That is the second version of the Katowice story, which tempers and trumps the first: The city as a symbol for the limits of change. At a press conference following the opening ceremony, Duda brazenly emphasizes this point. Poland has used coal for 200 years, he explained. “It would be hard to expect us to give up on it totally.” And moments later: “It would be difficult to expect us to resign from coal as an energy resource.” This kind of frank and stubborn insistence on continuing to use coal is the threatening side of the “just transition” slogan: Don’t push us.
There is a good deal of doublespeak at work here—so much that it is sometimes difficult to tell which version of its own narrative Poland is pushing. In the “country pavilion” section, an Ikea-like room where many countries (the United States is conspicuously absent) have set up chic stalls with bright lights and sleek wood panels and glossy posters to sell you on their climate accomplishments, one finds a striking display. At the Katowice pavilion, piles of coal sit beneath three glass floor panels. Two grated towers holding more coal line the walls. Between them, a display case with coal trinkets: coal cufflinks, coal earrings, coal-infused soap (“Silesian soul in the lump of coal,” reads the soap packaging). Kamil, a young representative at the pavilion and a Katowice native, tells me that the exhibit is meant to show the city’s past, the tradition that it is leaving behind. But there is no indication of this beyond his word. Is coal the city’s past or its future? It appears that Poland wants to make its answer just ambiguous enough to avoid outright controversy. Other confusing symbols abound. A poster on a public bus reads: “Katowice is changing the climate!” Yes, but in which direction?
Paradoxical though this image of Katowice may be, it seems to be having the desired effect. Perhaps because Poland presides over COP24, and perhaps because it has taken such pains to emphasize the “just transition” platform, other notable attendees have begun to speak in Poland’s terms. On the second day of the conference saw not Duda or Kurtyka but Antonio Guterres, the secretary general of the UN who has been racing from room to room telling delegates that “we are not on track” in our efforts to fight climate change, concede that “there is a place for coal in the global economy,” and that it is important to focus on the “workers who will be impacted” by climate policies.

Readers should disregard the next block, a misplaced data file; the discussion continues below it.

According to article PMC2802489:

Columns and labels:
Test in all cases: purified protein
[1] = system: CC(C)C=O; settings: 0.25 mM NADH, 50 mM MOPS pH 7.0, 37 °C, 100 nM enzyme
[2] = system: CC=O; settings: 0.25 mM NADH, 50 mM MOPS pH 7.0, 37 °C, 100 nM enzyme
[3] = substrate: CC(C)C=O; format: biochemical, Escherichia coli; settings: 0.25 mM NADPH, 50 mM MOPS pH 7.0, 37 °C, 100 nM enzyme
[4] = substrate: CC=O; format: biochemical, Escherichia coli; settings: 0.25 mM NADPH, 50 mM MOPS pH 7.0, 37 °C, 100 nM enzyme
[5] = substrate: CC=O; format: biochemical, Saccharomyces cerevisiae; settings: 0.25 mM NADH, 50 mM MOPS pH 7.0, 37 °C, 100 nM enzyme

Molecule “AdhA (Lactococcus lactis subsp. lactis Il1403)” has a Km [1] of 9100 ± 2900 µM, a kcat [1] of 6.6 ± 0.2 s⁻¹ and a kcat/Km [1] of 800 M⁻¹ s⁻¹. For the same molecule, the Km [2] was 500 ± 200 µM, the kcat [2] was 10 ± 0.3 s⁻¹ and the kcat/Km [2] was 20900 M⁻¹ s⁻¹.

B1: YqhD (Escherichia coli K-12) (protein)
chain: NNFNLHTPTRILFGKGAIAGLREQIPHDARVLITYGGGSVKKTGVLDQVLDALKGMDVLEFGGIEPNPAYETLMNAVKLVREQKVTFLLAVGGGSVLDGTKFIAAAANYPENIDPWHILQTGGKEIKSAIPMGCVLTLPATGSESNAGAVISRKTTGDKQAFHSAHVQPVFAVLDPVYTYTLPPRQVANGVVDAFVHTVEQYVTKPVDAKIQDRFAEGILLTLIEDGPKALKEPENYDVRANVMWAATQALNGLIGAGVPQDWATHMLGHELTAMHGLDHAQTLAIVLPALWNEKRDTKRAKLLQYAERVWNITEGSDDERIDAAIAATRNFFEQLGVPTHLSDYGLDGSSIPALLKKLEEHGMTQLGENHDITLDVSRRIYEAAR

The workers who will be impacted: This is perhaps the greatest specter that haunts COP24. Not the city or its lumps of coal, but the people who mine them—those angry, coal-smeared faces in the ominous “just transition” video playing on a loop in the Spodek welcome hall. When Kurtyka invokes a dual image of Katowice as a city willing to change but full of angry faces lurking underground, and when Duda cleverly invokes Solidarity to remind his audience that those same angry faces are prone to revolt, they are hinting at the wave of resurgent European populism—one that most delegates at COP are likely to recognize and to fear. The coal miner as reactionary traditionalist is at the heart of Poland’s “just transition” theme. Let us keep our coal, because if we change too fast, they will not let us change at all. The train will be derailed.
(In a case of extremely fortunate timing for Poland, the French “yellow vest” movement, born in response to President Macron’s increase of a fuel tax, grew violent the day before the conference, rioting and torching cars in Paris. On day two, Macron, facing the prospect of further protests, rescinded the tax increase.)
Not that Poland has won everyone over. Much of the response at the conference from those who are less constrained by diplomacy has been one of indignation and disbelief. “I thought we were past this!” a SustainUS activist groaned as she surveyed the Katowice pavilion’s coal shrine. Greenpeace representatives, dismayed at the symbolism of holding a climate conference atop an old coal mine in a coal city, have tested multiple analogies. On Sunday, one tells a press conference that holding COP24 in Katowice is like holding a health conference in Winston Salem (with Philip Morris sponsoring). On Monday, another tells Bloomberg that it is “like hosting a culinary conference at a venue that serves frozen pizza.”